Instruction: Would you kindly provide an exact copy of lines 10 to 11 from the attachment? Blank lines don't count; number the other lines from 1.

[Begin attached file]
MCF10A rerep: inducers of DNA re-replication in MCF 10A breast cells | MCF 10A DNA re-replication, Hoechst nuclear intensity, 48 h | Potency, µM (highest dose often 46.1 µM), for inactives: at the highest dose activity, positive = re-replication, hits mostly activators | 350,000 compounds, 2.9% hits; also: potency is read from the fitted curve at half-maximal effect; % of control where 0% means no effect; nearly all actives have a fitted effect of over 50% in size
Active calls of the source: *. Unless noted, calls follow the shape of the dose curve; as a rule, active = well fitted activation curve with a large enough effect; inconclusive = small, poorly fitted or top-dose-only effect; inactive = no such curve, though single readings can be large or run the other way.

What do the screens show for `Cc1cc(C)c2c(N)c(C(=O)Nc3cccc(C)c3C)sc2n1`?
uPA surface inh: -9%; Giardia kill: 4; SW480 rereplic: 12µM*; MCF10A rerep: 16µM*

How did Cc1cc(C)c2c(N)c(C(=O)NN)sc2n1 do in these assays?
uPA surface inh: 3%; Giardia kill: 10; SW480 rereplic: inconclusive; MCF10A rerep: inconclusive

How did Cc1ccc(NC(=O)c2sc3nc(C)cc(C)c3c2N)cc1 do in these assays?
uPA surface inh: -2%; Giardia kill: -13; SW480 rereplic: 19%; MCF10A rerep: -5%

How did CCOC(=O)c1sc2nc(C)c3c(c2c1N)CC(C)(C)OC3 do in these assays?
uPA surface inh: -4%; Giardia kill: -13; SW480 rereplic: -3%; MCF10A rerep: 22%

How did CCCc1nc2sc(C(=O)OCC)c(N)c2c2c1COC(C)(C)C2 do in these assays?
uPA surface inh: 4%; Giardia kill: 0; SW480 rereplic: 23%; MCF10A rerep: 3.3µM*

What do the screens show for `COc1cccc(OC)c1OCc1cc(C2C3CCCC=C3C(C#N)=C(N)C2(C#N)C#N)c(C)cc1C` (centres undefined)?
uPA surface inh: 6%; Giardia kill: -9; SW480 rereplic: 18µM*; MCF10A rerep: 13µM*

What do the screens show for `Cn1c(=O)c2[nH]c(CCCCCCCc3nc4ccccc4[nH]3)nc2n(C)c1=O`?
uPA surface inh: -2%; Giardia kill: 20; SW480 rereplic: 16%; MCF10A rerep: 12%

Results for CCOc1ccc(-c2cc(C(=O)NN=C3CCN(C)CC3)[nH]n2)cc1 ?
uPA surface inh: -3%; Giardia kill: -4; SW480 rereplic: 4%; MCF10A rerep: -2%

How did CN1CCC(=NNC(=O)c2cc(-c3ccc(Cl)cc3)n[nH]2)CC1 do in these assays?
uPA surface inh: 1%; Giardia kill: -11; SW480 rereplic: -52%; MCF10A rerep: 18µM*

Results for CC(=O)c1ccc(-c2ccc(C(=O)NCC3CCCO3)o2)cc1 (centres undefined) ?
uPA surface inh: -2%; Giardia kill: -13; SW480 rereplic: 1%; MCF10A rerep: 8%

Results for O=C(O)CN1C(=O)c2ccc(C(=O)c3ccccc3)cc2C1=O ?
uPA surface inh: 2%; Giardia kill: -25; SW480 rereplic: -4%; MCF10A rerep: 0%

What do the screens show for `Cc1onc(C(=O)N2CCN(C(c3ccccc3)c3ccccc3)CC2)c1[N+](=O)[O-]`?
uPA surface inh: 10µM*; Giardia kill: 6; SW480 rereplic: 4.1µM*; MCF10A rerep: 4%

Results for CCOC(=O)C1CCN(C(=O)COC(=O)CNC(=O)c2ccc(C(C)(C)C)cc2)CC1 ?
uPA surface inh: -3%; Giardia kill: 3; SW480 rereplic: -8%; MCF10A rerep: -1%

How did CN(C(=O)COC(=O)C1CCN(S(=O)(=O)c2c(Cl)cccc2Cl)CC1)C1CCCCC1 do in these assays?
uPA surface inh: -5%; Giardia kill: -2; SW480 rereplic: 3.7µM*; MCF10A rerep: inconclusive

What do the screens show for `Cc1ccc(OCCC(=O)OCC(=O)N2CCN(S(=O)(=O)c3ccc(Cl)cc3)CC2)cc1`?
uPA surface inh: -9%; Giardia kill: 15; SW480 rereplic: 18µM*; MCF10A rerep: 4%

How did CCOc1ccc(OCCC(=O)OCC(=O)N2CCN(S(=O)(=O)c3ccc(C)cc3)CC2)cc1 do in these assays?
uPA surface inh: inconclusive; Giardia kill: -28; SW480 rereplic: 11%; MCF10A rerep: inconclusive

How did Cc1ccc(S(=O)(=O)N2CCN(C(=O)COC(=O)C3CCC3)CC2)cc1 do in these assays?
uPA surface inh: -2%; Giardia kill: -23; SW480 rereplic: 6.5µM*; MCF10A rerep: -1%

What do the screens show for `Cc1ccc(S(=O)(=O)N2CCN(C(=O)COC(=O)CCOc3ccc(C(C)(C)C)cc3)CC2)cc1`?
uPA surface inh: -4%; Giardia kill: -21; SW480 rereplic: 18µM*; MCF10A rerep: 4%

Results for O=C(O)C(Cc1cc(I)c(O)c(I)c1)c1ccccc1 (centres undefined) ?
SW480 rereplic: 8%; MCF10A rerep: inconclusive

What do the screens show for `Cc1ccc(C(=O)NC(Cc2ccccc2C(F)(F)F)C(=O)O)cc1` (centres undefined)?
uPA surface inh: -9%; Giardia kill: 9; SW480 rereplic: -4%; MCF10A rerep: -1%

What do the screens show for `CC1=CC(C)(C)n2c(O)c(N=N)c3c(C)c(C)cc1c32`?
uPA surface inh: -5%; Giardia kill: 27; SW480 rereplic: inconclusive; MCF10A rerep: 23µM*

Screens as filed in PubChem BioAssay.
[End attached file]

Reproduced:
uPA surface inh: -4%; Giardia kill: -13; SW480 rereplic: -3%; MCF10A rerep: 22%

How did CCCc1nc2sc(C(=O)OCC)c(N)c2c2c1COC(C)(C)C2 do in these assays?